So, how do you know the report was "negative" vs "not positive enough given the other applicants"? What outcome are you looking for here? A reversal of the hiring decision seems out of the question. If you want to write off any further assistance from the PI, keep pursuing this... – Jon Custer Jan 4 at 18:07
  • 1
    @Kimball that’s only in the context of student applications where the student waived their FERPA rights. For proper job applications I believe in the states such as CA where a right exists to view one’s (redacted) letters this is due to a general legal right of an employee to know what information their employer has on record about them. As such, this right is considered too fundamental to be subject to this kind of waiver, even if agreed to “voluntarily”. (Basically it’s assumed that any waiver of this sort agreed to by the employee will be agreed under a kind of coercion and hence void.) – Dan Romik Jan 4 at 19:09
  • 4
    UK has very strong libel laws, probably far stronger than the US. So, even just threatening a court case is a real menace. That being said, it's probably not a good idea to do anything than deselect the referee in the future. Very few people, if at all, are going to write a reference for someone who takes their referee to court (or creates other kind of trouble for them). To be honest, your case is why it is unwise to write a reference for someone unless it will be positive. – Captain Emacs Jan 4 at 19:10
11

As a general rule, institutions are very reluctant to give access to letters of reference to anyone and candidates in particular. That's because they know that if they regularly shared these letters with the people being written about, letter writers would stop giving honest assessments.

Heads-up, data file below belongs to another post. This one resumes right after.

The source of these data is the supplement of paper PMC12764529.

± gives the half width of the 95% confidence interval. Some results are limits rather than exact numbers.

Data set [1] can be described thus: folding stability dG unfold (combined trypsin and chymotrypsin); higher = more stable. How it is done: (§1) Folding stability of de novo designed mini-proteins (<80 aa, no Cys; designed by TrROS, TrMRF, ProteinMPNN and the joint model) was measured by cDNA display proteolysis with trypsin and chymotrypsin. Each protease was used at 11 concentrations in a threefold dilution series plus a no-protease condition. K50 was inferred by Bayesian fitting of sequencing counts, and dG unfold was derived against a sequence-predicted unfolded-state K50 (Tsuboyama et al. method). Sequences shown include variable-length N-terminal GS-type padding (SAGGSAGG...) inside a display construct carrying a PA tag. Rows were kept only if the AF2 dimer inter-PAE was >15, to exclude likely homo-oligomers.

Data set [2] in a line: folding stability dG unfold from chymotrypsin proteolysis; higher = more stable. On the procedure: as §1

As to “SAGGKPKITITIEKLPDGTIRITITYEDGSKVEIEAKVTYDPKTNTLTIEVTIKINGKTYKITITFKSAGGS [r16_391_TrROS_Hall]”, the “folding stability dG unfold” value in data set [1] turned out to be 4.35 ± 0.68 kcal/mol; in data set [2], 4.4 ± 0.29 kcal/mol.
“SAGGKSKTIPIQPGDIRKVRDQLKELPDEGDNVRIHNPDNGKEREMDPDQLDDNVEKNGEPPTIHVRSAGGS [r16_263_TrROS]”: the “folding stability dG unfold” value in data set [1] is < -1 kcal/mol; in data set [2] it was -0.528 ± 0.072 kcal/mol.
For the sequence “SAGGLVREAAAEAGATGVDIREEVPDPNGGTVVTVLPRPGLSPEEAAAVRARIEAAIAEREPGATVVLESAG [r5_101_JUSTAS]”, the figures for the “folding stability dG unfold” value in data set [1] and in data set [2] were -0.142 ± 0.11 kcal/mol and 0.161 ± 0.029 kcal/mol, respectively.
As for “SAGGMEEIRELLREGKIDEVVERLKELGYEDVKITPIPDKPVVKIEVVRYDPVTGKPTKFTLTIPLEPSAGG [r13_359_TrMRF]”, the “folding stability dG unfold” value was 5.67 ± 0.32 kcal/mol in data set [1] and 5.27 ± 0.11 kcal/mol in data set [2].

As a consequence, regardless of matters of law or regulation, you should expect that universities will not give you the letter. You may have a legal way to obtain such a letter, but you will likely have to sue the university to obtain it. Whether that's worth your time or money is a case you need to evaluate for yourself -- taking into account that knowing what is in the letter does not actually change anything. It's not like the university will offer you the position you were seeking just because you know what was in the letter.

8
  • 1
    Or maybe a FOIA request? – Azor Ahai -him- Jan 4 at 18:50
  • 1
    @AzorAhai-him- Wouldn't FOIA only apply if the university in question was run by the government? – nick012000 Jan 5 at 8:20
  • Excellent answer @Wolfgang Bangerth .Yes, I agree. In both the way, there is no advantage for me. Alternatively, I can drop the PI from the referee list. The problem is community knows where I am coming from and they expect him to be a referee – Dendrobium Jan 5 at 13:08